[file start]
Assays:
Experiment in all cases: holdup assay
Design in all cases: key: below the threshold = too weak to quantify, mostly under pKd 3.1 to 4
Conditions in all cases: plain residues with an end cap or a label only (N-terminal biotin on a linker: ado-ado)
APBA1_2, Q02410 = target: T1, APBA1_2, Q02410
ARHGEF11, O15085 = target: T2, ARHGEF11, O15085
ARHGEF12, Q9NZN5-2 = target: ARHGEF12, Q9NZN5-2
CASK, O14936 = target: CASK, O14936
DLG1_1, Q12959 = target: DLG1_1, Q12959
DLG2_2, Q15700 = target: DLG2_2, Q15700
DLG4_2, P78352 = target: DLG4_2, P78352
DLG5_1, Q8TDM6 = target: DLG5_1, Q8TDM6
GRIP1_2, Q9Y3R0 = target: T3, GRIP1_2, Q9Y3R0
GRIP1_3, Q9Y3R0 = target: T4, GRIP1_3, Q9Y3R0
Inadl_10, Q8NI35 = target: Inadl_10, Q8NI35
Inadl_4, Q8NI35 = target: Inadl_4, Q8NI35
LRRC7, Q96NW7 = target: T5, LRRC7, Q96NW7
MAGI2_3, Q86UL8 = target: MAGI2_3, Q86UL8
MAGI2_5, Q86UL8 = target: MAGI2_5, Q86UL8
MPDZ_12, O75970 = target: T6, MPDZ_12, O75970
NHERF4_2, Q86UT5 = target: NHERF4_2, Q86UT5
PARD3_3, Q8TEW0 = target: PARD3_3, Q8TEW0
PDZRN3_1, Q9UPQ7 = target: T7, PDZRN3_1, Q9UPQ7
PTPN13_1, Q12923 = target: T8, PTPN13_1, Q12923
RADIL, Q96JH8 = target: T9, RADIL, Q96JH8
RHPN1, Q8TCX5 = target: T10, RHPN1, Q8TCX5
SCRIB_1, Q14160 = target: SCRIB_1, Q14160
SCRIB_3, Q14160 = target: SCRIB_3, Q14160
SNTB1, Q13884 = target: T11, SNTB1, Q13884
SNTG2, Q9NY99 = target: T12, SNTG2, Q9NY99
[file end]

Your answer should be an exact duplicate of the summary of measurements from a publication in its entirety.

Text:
Assays:
Experiment in all cases: holdup assay
Design in all cases: key: below the threshold = too weak to quantify, mostly under pKd 3.1 to 4
Conditions in all cases: plain residues with an end cap or a label only (N-terminal biotin on a linker: ado-ado)
APBA1_2, Q02410 = target: T1, APBA1_2, Q02410
ARHGEF11, O15085 = target: T2, ARHGEF11, O15085
ARHGEF12, Q9NZN5-2 = target: ARHGEF12, Q9NZN5-2
CASK, O14936 = target: CASK, O14936
DLG1_1, Q12959 = target: DLG1_1, Q12959
DLG2_2, Q15700 = target: DLG2_2, Q15700
DLG4_2, P78352 = target: DLG4_2, P78352
DLG5_1, Q8TDM6 = target: DLG5_1, Q8TDM6
GRIP1_2, Q9Y3R0 = target: T3, GRIP1_2, Q9Y3R0
GRIP1_3, Q9Y3R0 = target: T4, GRIP1_3, Q9Y3R0
Inadl_10, Q8NI35 = target: Inadl_10, Q8NI35
Inadl_4, Q8NI35 = target: Inadl_4, Q8NI35
LRRC7, Q96NW7 = target: T5, LRRC7, Q96NW7
MAGI2_3, Q86UL8 = target: MAGI2_3, Q86UL8
MAGI2_5, Q86UL8 = target: MAGI2_5, Q86UL8
MPDZ_12, O75970 = target: T6, MPDZ_12, O75970
NHERF4_2, Q86UT5 = target: NHERF4_2, Q86UT5
PARD3_3, Q8TEW0 = target: PARD3_3, Q8TEW0
PDZRN3_1, Q9UPQ7 = target: T7, PDZRN3_1, Q9UPQ7
PTPN13_1, Q12923 = target: T8, PTPN13_1, Q12923
RADIL, Q96JH8 = target: T9, RADIL, Q96JH8
RHPN1, Q8TCX5 = target: T10, RHPN1, Q8TCX5
SCRIB_1, Q14160 = target: SCRIB_1, Q14160
SCRIB_3, Q14160 = target: SCRIB_3, Q14160
SNTB1, Q13884 = target: T11, SNTB1, Q13884
SNTG2, Q9NY99 = target: T12, SNTG2, Q9NY99